Artist: Citizen / Turnover
Label: Run For Cover Records
Splits are generally short so let’s keep this brief.
There’s an excessive amount of bands within the pop-punk scene, all of which are trying to copy one band or another (being from the Philadelphia scene 95% of the bands are trying to sound like The Wonder Years or Man Overboard, and it’s getting old). However bands like Michigan’s Citizen and Richmond, Virginia’s Turnover have taken a different route with their sound, hearing an influence of punk that puts them in the same ballpark as more underground acts like Basement or the forefront of the style, Title Fight. Citizen and Turnover making a split together was such a logical and awesome choice, that it had fans of the genre cheering at the thought of it. Well, we were not disappointed.
Citizen’s side of the split is fantastic. Straight up, no flowery language; it is just a solid set of two songs. Their side opens up with “Drown”, with guitars that have a grungy sound but keep the pace of moving. The song is catchy, is sure to get kids moving and brooding at the time. However Citizen’s stand out track on their side has to be “I’m Sick of Waiting.” There are two specific things about this song that make it great, one of which is the haunting guitar playing/tones of Nick Hamm and Ryland Oehlers. The song starts off loud, but then everything drops and it sounds like the part in the movie where the girl in the rain says, “I can’t do this anymore with you,” and then walks away and everything slows down. It’s calm, serene, but you know it’s about to erupt. Secondly, Mat Kerekes shows a lot of range on this song, having both really soft-spoken vocals and lyrics during the slow section, and then channeling his rage to the end of the song. This band has a lot going for them, and all I want from them right now is a full length and to see them live. It’s getting really annoying frankly.
Turnover’s side, while sticking with what I like to think of as a “darker pop-punk sound,” show more of their pop-punk side then Citizen does. Permanent is very paced, and even in the bridge it still keeps a really great pace. I love Austin Getz’s vocals on this song, they do a great job contrasting the music. This side is definitely for the Title Fight (pre-Shed) fans who want a little lighter of a sound. “No Sun” does not push any boundaries with Turnover’s sound, but since they only really have one release, it’s great to see that the band recognizes and understands what they want to sound like, and I think they solidify it with this release. Turnover does a really good job of keeping it light in the vocal stylings while at the same time really staying dark and aggressive in the musicianship. I’ve found it hard for bands to do this and for me to take them seriously, but Turnover is not one of those groups.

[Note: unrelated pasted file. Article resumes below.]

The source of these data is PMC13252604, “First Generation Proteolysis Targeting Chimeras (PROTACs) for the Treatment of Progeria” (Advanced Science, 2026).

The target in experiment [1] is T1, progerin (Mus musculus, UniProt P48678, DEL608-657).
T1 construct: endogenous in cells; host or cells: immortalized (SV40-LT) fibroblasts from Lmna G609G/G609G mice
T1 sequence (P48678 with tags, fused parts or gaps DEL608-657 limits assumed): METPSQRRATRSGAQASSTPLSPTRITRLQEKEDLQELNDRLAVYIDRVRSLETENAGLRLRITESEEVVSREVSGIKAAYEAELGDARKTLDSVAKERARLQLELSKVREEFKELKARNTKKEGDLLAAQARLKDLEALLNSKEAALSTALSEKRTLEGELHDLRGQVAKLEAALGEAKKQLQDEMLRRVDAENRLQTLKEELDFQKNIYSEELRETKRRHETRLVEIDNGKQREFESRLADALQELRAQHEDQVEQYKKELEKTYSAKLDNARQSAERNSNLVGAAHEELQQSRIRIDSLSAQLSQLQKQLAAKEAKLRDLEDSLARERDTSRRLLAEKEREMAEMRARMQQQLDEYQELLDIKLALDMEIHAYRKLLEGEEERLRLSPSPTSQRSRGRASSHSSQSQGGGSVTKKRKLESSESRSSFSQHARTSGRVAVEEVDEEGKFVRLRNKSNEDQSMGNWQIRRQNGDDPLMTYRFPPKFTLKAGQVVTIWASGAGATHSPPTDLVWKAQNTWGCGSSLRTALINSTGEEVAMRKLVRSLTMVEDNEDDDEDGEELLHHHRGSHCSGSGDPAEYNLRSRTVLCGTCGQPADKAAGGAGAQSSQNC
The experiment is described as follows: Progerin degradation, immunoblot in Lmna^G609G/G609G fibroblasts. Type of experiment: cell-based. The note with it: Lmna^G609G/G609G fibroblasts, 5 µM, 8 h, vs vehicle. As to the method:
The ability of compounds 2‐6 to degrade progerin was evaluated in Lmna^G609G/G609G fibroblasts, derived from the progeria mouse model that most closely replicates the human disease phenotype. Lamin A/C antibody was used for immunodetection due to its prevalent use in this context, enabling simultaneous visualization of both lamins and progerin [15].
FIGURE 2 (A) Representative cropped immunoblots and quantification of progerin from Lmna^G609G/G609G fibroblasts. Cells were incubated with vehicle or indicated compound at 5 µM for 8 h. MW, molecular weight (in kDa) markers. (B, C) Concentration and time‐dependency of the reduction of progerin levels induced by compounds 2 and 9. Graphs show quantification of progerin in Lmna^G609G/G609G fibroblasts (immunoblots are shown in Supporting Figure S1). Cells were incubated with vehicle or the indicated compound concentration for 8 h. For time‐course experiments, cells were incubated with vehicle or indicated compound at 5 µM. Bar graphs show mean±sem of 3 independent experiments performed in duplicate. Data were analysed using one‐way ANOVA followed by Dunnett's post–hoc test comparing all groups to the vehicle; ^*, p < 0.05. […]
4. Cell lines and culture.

If I had to choose a side (I know it’s not good to do this kind of stuff, but let’s be real, people want to know) I’d have to choose Citizen’s side as my favorite. They stay true to their roots but with this being their third release they are starting to branch out and test themselves, and that’s something I can really appreciate. Turnover shows on this record that they have found their sound, improved on it, and I’m really excited to see what their next effort will be like. Both of these bands have a very, very promising future, and here at UTG we cannot wait to see what’s in store for them. And yes, I know this review wasn’t short.
You can order / stream the record right now from Run For Cover Records’ bandcamp, here. I suggest you do so now.
Written By Tyler Osborne